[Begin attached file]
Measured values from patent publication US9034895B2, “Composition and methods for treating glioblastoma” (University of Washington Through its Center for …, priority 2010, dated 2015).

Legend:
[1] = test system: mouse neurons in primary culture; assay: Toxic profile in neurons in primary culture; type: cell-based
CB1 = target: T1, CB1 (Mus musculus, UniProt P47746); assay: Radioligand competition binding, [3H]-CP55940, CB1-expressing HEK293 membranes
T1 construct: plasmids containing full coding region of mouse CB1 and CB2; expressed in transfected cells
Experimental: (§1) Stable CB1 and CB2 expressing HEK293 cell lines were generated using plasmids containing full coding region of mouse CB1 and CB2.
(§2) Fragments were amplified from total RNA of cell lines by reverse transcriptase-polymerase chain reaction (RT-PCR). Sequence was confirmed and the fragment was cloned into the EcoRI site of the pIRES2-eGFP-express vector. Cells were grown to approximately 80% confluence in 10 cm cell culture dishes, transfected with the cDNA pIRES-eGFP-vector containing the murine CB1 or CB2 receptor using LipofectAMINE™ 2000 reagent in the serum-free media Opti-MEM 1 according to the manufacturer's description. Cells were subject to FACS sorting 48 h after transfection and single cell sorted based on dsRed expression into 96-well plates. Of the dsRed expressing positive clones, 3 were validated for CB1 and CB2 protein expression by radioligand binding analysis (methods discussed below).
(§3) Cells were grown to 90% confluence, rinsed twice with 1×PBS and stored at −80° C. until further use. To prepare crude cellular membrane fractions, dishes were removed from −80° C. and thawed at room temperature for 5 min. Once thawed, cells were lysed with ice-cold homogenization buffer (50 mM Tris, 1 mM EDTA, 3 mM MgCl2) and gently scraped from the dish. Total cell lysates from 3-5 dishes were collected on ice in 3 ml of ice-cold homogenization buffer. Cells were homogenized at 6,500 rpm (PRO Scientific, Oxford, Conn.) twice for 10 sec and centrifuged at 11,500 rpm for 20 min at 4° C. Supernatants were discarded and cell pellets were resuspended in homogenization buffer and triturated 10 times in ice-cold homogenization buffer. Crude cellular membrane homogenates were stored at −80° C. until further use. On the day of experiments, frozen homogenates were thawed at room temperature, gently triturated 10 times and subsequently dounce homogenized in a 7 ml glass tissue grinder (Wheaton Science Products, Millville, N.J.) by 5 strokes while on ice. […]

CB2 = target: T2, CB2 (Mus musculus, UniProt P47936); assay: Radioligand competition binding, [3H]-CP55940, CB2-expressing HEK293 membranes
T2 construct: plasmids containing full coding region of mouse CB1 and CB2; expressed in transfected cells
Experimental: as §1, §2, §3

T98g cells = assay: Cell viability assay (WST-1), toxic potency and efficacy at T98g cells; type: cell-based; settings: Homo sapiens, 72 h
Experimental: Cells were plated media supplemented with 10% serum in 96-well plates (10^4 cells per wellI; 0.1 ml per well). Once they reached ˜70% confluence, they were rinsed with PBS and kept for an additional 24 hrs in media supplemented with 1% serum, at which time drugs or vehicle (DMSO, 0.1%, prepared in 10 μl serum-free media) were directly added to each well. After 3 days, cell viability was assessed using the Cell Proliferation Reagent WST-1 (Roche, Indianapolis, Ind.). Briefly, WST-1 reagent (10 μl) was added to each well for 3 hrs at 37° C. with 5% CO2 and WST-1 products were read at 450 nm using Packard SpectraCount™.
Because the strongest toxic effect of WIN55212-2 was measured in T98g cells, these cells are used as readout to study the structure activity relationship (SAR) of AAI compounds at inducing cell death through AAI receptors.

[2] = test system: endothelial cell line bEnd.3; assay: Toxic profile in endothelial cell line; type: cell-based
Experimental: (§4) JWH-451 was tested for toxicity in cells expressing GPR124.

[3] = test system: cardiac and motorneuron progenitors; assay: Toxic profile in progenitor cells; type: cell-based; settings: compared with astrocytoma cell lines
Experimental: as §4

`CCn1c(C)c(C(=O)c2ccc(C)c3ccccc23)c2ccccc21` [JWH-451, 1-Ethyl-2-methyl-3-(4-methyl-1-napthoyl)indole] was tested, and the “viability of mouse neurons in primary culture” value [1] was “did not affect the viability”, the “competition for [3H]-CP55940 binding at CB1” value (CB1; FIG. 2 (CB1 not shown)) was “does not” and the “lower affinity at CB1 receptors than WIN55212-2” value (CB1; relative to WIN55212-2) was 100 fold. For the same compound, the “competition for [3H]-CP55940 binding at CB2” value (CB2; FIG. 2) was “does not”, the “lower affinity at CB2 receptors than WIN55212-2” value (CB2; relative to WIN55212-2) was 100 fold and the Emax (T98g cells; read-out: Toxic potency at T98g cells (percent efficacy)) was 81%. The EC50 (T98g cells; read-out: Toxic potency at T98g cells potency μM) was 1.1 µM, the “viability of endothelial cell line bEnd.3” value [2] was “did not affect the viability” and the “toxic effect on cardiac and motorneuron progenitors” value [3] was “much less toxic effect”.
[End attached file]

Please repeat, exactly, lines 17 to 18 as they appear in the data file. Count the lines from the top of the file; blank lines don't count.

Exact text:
[3] = test system: cardiac and motorneuron progenitors; assay: Toxic profile in progenitor cells; type: cell-based; settings: compared with astrocytoma cell lines
Experimental: as §4